Yes. This is how all of my freelance work is conducted.
Disregard anything anyone has told you.
The area that covers this is defined legally as a work for hire:
Owner of the Copyright in a Work Made for Hire
If a work is made for hire, the employer or other person for whom the work was prepared is the initial owner of the copyright unless both parties involved have signed a written agreement to the contrary.
The problem is, that few people ever make or write these agreements. But I can guarantee you, it is assumed. And you will not have much luck a) asking for extra money to make it so, or b) getting any agreement to allow you to use works you have created for others outside of those creative projects.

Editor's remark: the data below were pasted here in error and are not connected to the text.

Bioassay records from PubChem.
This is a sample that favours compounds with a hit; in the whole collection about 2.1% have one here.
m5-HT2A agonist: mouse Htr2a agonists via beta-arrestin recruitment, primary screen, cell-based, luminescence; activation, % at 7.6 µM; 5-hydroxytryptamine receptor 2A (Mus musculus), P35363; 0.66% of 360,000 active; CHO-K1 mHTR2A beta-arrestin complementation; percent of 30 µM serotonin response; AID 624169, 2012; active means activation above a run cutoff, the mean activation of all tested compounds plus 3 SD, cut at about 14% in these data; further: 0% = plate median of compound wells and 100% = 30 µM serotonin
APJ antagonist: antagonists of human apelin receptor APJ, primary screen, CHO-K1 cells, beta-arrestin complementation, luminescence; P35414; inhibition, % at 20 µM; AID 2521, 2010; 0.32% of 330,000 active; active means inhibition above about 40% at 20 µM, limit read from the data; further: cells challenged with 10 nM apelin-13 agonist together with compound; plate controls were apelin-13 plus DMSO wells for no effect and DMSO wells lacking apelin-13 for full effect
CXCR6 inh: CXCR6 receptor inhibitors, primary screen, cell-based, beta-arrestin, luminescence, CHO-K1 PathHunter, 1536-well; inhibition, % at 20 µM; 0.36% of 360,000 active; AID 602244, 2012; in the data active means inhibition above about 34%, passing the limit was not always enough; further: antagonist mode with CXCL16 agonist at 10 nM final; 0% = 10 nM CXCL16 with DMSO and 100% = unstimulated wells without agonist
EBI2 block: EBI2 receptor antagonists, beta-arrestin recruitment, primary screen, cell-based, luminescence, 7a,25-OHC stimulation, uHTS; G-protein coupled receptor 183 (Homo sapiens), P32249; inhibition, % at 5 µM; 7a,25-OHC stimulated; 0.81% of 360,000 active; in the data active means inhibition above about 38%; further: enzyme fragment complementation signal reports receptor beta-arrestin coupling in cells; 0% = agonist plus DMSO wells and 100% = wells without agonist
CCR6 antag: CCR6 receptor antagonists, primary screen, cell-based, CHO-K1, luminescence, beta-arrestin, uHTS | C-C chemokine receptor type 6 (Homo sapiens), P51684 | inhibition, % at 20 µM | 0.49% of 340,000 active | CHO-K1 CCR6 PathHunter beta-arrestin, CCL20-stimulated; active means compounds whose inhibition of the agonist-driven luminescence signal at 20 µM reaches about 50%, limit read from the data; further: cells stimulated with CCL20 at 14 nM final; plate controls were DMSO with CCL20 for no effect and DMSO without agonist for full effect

The general “silent” agreement between freelancers and their employers is this work for hire agreement. And usually when you work with a very strict organization they will have to sign a contract to this effect.
It does not matter if you created the concept or not. It is work-for-hire. And no one. I guarantee you, no one, is going to pay extra for this. Because this is the arrangement already assumed.
You can however insist that they put that in writing. If you are looking out for their best interest…lol
If they have not required a contract, technically maybe you could do it. But is this how you want to gain your reputation and run your business? I don’t think so.
Your best practice would be to get them to put it in writing and honor the agreement, build good business relations.
And sometimes clients will ask for an NDA and require you not put something in your portfolio for a period of time to allow them to market it properly first.